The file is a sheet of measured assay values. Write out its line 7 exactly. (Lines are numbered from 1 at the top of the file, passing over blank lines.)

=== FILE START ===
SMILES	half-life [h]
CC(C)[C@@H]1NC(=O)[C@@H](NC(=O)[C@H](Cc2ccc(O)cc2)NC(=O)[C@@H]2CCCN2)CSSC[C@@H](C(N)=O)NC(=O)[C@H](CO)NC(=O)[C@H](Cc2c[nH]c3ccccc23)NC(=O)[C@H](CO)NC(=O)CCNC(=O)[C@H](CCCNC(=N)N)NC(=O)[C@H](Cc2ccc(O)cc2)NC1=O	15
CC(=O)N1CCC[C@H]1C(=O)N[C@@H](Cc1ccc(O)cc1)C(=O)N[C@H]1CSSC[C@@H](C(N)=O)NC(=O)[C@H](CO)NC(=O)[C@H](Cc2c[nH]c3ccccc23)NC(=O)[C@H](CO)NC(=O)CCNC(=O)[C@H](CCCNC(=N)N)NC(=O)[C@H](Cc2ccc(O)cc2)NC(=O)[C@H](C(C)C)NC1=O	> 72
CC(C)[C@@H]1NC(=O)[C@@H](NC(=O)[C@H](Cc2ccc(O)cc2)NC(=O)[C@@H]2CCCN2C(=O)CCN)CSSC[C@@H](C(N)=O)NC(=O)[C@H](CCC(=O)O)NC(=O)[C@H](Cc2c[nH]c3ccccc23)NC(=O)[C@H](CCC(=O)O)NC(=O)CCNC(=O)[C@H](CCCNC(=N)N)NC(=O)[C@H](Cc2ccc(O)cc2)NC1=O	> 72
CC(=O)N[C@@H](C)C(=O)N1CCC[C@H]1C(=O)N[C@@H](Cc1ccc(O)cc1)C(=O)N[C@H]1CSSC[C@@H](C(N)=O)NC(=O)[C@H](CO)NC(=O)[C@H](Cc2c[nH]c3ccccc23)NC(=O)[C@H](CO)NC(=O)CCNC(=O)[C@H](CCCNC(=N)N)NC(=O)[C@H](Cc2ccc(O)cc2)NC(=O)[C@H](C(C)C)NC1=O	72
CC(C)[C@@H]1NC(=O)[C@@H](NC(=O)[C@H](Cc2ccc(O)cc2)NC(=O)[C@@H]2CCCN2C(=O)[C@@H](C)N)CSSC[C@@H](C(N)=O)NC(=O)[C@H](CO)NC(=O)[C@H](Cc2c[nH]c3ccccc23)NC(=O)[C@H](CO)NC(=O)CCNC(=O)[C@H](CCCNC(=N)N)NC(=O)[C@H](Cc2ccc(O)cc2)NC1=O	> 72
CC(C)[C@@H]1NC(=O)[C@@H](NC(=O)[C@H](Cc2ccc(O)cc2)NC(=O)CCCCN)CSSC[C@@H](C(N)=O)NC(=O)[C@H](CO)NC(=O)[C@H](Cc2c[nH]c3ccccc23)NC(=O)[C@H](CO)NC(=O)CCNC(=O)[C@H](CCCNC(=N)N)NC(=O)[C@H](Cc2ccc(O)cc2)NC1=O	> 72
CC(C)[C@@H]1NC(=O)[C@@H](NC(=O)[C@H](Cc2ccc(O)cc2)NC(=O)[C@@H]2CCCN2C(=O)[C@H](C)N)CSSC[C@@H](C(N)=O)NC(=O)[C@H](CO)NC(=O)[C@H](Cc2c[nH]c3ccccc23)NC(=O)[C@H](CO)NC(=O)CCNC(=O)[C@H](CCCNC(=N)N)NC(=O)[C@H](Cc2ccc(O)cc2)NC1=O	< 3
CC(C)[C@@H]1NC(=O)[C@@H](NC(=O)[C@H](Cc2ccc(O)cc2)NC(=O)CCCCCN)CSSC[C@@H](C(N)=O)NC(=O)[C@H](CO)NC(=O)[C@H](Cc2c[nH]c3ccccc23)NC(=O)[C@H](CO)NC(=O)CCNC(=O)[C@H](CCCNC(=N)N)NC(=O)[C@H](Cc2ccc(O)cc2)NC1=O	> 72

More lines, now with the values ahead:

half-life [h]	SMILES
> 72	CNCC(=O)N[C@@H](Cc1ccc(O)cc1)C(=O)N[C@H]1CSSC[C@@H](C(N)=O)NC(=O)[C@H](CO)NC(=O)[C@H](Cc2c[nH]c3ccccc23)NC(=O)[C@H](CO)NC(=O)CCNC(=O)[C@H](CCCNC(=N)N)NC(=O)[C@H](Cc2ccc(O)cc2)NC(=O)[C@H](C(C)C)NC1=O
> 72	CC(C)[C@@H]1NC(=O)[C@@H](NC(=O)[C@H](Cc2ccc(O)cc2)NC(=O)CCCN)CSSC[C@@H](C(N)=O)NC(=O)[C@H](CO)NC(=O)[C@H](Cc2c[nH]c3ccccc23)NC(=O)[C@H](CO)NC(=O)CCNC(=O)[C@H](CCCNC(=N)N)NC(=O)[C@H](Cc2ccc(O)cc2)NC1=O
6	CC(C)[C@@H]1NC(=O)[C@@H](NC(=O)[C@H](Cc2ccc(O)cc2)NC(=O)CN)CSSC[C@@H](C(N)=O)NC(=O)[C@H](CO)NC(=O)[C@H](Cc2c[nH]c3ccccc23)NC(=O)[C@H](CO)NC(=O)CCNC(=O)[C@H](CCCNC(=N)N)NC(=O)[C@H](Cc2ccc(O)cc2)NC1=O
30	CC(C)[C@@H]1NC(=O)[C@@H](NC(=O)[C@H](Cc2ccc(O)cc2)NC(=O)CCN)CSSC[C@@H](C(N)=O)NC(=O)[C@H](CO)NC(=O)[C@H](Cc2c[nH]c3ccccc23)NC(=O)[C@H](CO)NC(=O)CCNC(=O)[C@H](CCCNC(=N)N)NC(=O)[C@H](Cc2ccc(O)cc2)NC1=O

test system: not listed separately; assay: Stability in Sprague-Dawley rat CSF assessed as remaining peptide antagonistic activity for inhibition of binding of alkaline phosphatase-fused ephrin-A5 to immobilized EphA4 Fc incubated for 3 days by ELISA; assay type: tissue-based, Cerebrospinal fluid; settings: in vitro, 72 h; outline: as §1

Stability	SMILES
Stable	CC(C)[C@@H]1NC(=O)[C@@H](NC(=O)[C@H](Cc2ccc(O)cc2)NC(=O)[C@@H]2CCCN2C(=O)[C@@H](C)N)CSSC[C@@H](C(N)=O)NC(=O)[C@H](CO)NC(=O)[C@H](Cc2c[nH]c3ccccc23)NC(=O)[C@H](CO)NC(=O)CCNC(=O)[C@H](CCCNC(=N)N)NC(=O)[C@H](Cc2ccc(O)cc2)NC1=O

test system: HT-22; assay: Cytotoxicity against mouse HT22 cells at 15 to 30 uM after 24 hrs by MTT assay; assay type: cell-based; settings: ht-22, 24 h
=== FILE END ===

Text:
CC(C)[C@@H]1NC(=O)[C@@H](NC(=O)[C@H](Cc2ccc(O)cc2)NC(=O)CCCCN)CSSC[C@@H](C(N)=O)NC(=O)[C@H](CO)NC(=O)[C@H](Cc2c[nH]c3ccccc23)NC(=O)[C@H](CO)NC(=O)CCNC(=O)[C@H](CCCNC(=N)N)NC(=O)[C@H](Cc2ccc(O)cc2)NC1=O	> 72